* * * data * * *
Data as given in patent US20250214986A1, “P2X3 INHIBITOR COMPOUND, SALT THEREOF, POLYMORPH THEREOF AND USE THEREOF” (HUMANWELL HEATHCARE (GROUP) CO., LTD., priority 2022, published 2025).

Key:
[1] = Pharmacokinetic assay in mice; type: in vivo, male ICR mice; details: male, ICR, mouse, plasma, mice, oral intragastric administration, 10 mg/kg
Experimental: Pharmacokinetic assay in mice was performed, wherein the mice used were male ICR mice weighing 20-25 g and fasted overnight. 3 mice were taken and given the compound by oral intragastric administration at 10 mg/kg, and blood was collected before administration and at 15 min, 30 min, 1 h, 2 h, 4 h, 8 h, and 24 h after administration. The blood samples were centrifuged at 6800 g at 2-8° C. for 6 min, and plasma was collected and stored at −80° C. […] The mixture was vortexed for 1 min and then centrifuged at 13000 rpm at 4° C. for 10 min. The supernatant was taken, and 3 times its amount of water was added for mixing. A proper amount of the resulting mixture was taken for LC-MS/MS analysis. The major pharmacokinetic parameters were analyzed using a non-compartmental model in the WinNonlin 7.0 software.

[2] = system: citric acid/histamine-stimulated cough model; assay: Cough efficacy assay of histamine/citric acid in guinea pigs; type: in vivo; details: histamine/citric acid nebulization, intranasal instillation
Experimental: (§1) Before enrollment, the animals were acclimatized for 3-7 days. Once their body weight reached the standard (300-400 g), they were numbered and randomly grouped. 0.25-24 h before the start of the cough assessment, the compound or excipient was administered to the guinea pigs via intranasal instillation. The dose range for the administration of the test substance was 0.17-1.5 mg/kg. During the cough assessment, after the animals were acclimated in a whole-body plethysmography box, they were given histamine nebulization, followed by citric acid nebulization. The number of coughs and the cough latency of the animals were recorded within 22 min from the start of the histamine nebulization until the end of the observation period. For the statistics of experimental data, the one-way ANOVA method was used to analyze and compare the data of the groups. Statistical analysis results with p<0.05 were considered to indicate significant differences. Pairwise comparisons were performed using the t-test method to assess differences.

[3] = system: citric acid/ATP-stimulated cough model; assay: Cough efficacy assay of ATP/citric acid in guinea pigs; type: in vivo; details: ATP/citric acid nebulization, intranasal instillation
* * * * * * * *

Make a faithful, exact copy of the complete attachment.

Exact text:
Data as given in patent US20250214986A1, “P2X3 INHIBITOR COMPOUND, SALT THEREOF, POLYMORPH THEREOF AND USE THEREOF” (HUMANWELL HEATHCARE (GROUP) CO., LTD., priority 2022, published 2025).

Key:
[1] = Pharmacokinetic assay in mice; type: in vivo, male ICR mice; details: male, ICR, mouse, plasma, mice, oral intragastric administration, 10 mg/kg
Experimental: Pharmacokinetic assay in mice was performed, wherein the mice used were male ICR mice weighing 20-25 g and fasted overnight. 3 mice were taken and given the compound by oral intragastric administration at 10 mg/kg, and blood was collected before administration and at 15 min, 30 min, 1 h, 2 h, 4 h, 8 h, and 24 h after administration. The blood samples were centrifuged at 6800 g at 2-8° C. for 6 min, and plasma was collected and stored at −80° C. […] The mixture was vortexed for 1 min and then centrifuged at 13000 rpm at 4° C. for 10 min. The supernatant was taken, and 3 times its amount of water was added for mixing. A proper amount of the resulting mixture was taken for LC-MS/MS analysis. The major pharmacokinetic parameters were analyzed using a non-compartmental model in the WinNonlin 7.0 software.

[2] = system: citric acid/histamine-stimulated cough model; assay: Cough efficacy assay of histamine/citric acid in guinea pigs; type: in vivo; details: histamine/citric acid nebulization, intranasal instillation
Experimental: (§1) Before enrollment, the animals were acclimatized for 3-7 days. Once their body weight reached the standard (300-400 g), they were numbered and randomly grouped. 0.25-24 h before the start of the cough assessment, the compound or excipient was administered to the guinea pigs via intranasal instillation. The dose range for the administration of the test substance was 0.17-1.5 mg/kg. During the cough assessment, after the animals were acclimated in a whole-body plethysmography box, they were given histamine nebulization, followed by citric acid nebulization. The number of coughs and the cough latency of the animals were recorded within 22 min from the start of the histamine nebulization until the end of the observation period. For the statistics of experimental data, the one-way ANOVA method was used to analyze and compare the data of the groups. Statistical analysis results with p<0.05 were considered to indicate significant differences. Pairwise comparisons were performed using the t-test method to assess differences.

[3] = system: citric acid/ATP-stimulated cough model; assay: Cough efficacy assay of ATP/citric acid in guinea pigs; type: in vivo; details: ATP/citric acid nebulization, intranasal instillation